In late January a Douyin vlogger posted a video of a middle-aged woman tethered in a freezing outhouse in Xuzhou city in Jiangsu province with a chain around her neck.
She was lightly dressed despite the freezing weather and dirty, with many of her teeth missing. Clearly the woman has been living in these appalling condition for a while.
In the footage the vlogger asks her if she is cold and she nods. He asks if she can understand him and she shakes her head. When she tries to speak it is garbled. She is clearly unwell.
The scene is shocking enough on its own. But the woman – at first known as Yang Qingxia – has also given birth to eight children, the youngest of whom is still a toddler. One of the boys, aged about eight, explains that he brings his mother food every day.
“Where is their compassion?” the vlogger asks, questioning why her neighbours and local government officials would allow this to happen.
Local officials responded two days later explaining that Yang was mentally ill and that she had been chained to the wall because she “often beat the children and the elderly for no reason”. It added that her family has already been provided with extra assistance “to ensure a warm Spring Festival”.
For many Chinese this was simply too much: the woman was clearly being mistreated; how had she been allowed to bear eight children when she was obviously unwell; was she even well enough to consent to marriage and sexual intercourse? And, why was her husband and his family not being investigated for human trafficking?
Despite various attempts to tamp down the concerns, the topic got widespread attention online with the public raging as to how a Communist Party basking in recent successes (a self-certified end to rural poverty; the domestic containment of Covid; and the Winter Olympics) could allow a vulnerable individual to slip through the net like this. Why, it was demanded, were local officials in the vicinity seemingly so willing to cover up a decades-long wrong?
Making matters worse, Yang’s husband, Dong Zhimin, had not even tried to hide that fact that he had eight children and a sick wife. He too had a Douyin account where, for years, he detailed their impoverished lives and the difficulty of raising “nine children” – by which he is understood to mean the kids plus his wife. In fact, he even made a small income from his family’s circumstance because seven of his children were boys (an extraordinarily high proportion) and ‘fans’ would ask him for tips on how to guarantee their own wives got pregnant with sons.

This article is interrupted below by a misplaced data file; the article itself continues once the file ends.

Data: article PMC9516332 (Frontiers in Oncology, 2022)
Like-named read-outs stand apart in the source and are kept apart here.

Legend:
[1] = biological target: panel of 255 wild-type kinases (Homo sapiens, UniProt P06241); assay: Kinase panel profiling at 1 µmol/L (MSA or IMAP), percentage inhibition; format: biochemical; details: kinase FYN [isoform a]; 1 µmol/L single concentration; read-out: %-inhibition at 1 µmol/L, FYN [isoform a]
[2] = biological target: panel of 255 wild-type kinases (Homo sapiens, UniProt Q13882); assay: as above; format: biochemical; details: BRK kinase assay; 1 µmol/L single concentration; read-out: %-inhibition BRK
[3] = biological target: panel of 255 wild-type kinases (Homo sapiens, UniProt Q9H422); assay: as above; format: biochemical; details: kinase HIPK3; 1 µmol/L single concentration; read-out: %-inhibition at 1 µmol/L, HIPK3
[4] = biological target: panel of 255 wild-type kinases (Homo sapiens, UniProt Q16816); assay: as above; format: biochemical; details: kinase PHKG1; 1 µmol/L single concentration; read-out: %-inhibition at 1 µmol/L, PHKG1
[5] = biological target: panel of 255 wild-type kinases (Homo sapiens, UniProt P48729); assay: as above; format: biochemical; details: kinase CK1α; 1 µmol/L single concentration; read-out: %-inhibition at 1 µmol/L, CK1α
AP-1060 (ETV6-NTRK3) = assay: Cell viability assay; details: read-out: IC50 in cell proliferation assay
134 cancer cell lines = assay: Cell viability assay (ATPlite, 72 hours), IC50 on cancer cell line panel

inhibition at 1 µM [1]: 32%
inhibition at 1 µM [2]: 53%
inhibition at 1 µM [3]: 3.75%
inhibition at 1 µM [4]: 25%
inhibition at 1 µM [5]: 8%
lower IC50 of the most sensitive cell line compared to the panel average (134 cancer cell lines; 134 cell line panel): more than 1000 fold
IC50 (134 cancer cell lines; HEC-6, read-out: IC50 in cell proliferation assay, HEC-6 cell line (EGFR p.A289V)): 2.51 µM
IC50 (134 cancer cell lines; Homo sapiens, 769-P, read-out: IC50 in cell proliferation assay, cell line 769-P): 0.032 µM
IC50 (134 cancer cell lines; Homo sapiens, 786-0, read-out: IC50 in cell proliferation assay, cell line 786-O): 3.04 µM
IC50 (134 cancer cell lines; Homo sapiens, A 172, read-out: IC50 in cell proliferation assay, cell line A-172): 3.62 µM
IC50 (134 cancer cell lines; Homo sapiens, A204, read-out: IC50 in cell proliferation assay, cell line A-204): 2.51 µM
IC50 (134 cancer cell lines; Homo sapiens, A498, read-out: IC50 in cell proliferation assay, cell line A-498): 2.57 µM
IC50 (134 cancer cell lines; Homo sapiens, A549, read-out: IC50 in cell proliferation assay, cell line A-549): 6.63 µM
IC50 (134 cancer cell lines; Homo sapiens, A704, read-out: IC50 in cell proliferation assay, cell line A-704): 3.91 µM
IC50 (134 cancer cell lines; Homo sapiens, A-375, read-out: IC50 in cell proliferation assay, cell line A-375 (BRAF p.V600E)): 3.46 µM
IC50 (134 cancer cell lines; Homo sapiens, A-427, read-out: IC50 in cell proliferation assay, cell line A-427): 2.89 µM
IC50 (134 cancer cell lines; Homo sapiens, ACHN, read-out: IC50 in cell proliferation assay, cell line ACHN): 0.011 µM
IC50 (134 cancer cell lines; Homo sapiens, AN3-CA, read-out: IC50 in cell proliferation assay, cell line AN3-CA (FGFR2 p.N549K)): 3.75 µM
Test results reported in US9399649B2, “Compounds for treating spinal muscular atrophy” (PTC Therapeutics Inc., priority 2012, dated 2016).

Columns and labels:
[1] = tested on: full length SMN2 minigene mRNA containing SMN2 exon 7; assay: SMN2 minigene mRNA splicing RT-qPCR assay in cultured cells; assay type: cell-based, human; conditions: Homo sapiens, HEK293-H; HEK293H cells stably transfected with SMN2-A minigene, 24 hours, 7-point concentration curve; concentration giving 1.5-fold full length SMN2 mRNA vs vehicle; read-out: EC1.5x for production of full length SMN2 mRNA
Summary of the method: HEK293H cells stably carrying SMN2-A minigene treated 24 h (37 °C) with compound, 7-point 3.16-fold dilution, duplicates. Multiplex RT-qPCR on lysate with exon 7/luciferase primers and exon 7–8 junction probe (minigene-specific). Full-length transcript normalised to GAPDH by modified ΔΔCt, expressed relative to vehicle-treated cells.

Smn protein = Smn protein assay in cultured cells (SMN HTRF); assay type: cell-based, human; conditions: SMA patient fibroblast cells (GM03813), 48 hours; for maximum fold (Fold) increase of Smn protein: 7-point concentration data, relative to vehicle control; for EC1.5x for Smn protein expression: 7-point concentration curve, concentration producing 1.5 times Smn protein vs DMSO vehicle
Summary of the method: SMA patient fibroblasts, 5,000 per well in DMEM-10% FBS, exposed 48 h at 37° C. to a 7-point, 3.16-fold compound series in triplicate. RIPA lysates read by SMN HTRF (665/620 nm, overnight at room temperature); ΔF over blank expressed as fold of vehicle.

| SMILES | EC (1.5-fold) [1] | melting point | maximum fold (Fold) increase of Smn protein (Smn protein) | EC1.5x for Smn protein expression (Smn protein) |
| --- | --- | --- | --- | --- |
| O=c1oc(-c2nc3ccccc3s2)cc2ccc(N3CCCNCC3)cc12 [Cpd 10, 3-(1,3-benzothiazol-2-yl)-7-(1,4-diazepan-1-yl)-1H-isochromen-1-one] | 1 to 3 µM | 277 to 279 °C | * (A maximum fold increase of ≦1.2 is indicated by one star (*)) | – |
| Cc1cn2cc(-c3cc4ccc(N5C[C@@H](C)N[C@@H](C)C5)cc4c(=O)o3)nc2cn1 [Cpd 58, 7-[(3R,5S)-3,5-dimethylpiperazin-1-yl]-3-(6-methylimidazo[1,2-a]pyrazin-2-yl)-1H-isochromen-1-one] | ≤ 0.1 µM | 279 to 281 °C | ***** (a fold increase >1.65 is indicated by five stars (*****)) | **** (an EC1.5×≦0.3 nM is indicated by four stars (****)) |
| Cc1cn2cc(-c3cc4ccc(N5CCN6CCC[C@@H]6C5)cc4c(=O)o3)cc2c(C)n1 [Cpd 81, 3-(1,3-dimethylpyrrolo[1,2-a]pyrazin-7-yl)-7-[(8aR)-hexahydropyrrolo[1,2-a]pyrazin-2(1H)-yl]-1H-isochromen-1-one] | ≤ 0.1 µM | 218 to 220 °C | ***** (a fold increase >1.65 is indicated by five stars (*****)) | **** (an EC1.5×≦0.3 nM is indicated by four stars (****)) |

More recently the tone has been more one of general disgust than amazement at the gender imbalance of Dong’s offspring. “Why are women always sacrificed in men’s need for sex and an heir?” wrote one incensed Sina Weibo user.
Another contrasted the plight of the chained woman with the adulation heaped on Eileen Gu – a US-born freestyle skier competing for China in the Beijing Winter Olympics. “We shouldn’t only care about the girl whose neck is adorned with gold medals, but also about the woman whose neck is locked in an iron chain. Most of us can’t achieve the former, but we might easily become the latter,” wrote another.
The video emerged at a time when Chinese women are deeply concerned that China’s new-found focus on population growth will see them pushed into more traditional gender roles and away from careers. Others see it in the context of China’s weak enforcement of domestic violence laws and its failure to introduce legislation on marital rape.
Eventually the extent of the public outcry forced the Xuzhou authorities to investigate further, which in turn led to the arrest of Dong on charges of illegal detention, and of a couple from Yunnan on suspicion of abducting and trafficking Yang.
Officials said DNA tests had shown Yang in actuality to be a women known to her family as Xiao Meihua, who hailed from Yagu in Yunnan. Investigators said Xiao had married her first husband in 1994 but divorced two years later after she began to exhibit abnormal behaviour. In 1996 her family entrusted her to a Ms Sang (the wife in the arrested couple), who promised to secure medical treatment and find Xiao a good husband. She took Xiao to Jiangsu where she claims to have lost the young woman – though she failed to notify the police or the woman’s family.
Dong’s family in turn claim his father found Xiao begging in the northeastern province of Shandong in 1998. Dong senior then brought her back to Xuzhou and his son, already in his mid-thirties, married her the same year.
Many people find the story unconvincing, however. Why did the couple have one child 23 years ago and then seven more in the last decade (the last being born when the chained woman would have been about 50 years-old if the date of birth on the marriage certificate is correct). Another inconsistency is that Xiao’s family are looking for a woman aged 43.
Netizens have suggested that Dong never married the chained woman and that he passed her off as a woman who he married earlier but who has since disappeared.
The full truth may emerge now that the Jiangsu provincial government and its Party Committee has set up an investigation team to probe the case and gets answers.
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